• A mid-afternoon veiw down the expanse of Isle Royale National Park.  Photo taken from the Mount Ojibway Fire Tower.

    Isle Royale

    National Park Michigan

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  • Unmanned aircraft including hobbyists

    All waters and lands within the boundary of Isle Royale National Park have been closed to the use of unmanned aircraft including radio-controlled airplanes, hexacopters, and similar items. More »

Birds

For over a century people have been watching and documenting the birds of Isle Royale. Historical reports from the early and mid-1900s revealed which species were migrating northward, which were spending the summer raising a family, and which were present on the island all year long. Efforts in recent years have included surveys along eight sections of park trails, listening for the songs that birds use to advertise themselves to prospective mates and defend a territory against rivals. Listening to bird song is a fairly simple way to identify birds without disturbing them, and changes in species communities over time can be an indicator of habitat change.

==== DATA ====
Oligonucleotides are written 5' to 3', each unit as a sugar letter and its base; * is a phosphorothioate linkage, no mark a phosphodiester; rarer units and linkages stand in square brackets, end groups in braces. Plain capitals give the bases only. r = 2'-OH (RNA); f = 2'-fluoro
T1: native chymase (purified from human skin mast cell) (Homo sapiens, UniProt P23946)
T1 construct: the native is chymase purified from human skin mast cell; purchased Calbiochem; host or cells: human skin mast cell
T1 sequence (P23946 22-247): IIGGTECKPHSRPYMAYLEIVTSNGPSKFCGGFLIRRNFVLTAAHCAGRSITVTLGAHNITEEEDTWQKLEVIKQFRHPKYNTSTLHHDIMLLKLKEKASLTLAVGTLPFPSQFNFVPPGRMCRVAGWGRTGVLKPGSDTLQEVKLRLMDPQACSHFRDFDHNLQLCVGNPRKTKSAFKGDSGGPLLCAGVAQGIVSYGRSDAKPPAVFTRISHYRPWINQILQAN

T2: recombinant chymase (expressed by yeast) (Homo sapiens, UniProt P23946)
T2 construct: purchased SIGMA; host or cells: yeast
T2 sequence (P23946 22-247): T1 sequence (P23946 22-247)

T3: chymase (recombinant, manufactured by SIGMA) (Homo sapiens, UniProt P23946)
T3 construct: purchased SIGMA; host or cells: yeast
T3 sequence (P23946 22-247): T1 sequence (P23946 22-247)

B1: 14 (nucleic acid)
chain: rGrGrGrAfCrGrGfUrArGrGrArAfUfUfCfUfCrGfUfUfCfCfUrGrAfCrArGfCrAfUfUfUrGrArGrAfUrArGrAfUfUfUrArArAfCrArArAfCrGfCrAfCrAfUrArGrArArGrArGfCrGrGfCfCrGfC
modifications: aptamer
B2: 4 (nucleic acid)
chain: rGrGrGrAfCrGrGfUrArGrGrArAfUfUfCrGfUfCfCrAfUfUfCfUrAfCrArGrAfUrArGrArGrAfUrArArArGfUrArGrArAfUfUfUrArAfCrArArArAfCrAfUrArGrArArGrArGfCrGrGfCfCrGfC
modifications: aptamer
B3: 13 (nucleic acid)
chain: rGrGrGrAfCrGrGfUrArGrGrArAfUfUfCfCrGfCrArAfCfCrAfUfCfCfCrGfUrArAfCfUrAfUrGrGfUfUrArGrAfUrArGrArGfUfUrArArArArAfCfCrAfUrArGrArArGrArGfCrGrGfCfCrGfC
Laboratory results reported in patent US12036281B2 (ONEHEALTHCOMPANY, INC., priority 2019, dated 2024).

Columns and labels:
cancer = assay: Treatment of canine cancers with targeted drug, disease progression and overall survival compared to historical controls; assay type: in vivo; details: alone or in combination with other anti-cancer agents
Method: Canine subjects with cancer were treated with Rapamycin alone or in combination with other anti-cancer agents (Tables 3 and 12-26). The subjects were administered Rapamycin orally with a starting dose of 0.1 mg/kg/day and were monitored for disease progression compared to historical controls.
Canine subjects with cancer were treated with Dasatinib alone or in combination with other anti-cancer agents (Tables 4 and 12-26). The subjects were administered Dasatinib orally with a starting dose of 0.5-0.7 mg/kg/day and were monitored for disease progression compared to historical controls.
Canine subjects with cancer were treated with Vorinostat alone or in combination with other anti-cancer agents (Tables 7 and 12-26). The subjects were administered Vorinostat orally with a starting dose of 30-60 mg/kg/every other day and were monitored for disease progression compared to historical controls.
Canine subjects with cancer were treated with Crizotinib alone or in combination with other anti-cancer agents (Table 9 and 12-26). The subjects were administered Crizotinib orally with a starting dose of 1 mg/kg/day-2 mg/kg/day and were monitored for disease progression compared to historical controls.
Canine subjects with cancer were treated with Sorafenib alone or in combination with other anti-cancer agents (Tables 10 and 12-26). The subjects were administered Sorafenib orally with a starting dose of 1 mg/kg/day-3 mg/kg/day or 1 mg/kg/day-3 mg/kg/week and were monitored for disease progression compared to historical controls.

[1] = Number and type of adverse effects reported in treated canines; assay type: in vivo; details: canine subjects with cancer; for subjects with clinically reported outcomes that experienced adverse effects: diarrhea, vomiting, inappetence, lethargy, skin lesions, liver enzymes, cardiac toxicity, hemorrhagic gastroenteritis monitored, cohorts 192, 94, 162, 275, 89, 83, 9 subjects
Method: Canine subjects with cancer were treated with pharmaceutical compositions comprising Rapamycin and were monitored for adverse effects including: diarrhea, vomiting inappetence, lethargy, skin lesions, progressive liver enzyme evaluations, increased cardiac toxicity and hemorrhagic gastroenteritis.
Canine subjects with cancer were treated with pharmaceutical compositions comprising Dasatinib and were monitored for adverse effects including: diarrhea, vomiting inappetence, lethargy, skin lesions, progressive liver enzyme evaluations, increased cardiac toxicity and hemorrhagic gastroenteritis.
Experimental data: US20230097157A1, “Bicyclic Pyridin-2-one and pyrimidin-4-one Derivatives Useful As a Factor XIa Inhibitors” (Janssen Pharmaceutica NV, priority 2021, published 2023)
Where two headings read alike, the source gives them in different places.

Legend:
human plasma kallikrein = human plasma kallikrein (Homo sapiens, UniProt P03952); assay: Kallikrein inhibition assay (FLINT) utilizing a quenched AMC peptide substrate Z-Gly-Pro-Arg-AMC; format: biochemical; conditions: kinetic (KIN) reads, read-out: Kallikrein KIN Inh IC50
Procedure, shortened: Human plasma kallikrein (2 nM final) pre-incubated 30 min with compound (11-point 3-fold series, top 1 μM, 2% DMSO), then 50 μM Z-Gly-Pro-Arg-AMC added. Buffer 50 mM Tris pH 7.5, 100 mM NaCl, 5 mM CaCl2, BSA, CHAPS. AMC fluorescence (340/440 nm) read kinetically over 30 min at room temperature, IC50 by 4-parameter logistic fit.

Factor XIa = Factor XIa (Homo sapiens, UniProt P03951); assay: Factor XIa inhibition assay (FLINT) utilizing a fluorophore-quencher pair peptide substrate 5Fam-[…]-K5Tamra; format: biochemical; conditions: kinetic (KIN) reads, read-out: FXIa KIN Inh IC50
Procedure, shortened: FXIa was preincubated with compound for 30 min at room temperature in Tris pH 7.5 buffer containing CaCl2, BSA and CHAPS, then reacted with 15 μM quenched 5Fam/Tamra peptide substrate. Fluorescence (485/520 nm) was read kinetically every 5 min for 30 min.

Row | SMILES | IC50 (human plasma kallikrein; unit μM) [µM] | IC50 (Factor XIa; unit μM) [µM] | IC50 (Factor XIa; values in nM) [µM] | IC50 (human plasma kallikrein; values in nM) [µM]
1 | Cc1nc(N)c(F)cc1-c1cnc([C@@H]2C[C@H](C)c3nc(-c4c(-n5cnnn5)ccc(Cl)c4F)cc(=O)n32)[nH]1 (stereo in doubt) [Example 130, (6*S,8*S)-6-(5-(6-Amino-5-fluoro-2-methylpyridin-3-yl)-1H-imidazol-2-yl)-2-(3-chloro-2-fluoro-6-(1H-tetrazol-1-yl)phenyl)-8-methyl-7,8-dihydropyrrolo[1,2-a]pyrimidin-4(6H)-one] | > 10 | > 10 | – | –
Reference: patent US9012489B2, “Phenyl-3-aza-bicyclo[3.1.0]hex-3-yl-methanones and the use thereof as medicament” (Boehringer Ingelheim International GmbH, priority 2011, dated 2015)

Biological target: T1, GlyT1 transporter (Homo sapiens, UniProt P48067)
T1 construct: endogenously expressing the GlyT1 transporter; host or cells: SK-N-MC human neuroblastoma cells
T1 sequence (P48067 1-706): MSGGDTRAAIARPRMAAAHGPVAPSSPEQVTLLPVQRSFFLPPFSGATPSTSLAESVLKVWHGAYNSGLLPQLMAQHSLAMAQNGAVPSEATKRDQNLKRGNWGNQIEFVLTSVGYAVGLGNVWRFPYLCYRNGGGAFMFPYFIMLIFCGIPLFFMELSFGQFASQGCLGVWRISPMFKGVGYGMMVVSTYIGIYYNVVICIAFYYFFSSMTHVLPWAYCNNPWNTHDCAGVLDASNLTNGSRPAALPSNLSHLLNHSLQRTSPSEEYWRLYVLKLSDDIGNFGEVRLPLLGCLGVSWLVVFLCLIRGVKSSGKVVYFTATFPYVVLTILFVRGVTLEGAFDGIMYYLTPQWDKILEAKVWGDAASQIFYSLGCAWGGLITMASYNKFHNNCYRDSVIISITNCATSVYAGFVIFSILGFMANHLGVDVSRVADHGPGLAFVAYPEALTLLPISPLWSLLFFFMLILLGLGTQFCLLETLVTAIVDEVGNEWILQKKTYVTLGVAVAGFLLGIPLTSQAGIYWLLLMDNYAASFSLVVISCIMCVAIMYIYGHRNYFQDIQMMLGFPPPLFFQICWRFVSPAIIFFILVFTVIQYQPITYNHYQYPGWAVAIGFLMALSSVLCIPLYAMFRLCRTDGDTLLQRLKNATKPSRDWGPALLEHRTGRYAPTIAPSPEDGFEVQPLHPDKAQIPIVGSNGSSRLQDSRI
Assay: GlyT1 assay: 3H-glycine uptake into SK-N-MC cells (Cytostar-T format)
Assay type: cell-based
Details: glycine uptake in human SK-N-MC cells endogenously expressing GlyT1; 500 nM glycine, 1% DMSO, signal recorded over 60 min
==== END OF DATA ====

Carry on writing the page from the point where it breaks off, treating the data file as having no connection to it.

The changes in species lists over the past 100 years tells us that habitats have indeed been fluctuating, sometimes due to human actions, such as fires set to reveal copper veins, but often due to the natural progression of forest and wetland vegetation. After a large fire in 1936, many bird species that enjoy post-fire conditions must have done well. One such species was the Sharp-tailed Grouse, which had been considered a common year-round resident until the past couple of decades when forests again entered a more mature stage. In contrast, Sandhill Cranes have become a somewhat common species in drained wetlands, and in recent years many breeding pairs have been found across the island.

To review the report, "Breeding Bird Monitoring at Isle Royale National Park, Michigan 1996-2008", click here.

To view a bird list of the park, click here.

Did You Know?

A sunset silhouette of a backpacker on a ridge.

Although the yearly number of visitors to Isle Royale is less than Yellowstone receives in a day, the Island's per acre backcountry use is the highest of all National Parks in the United States.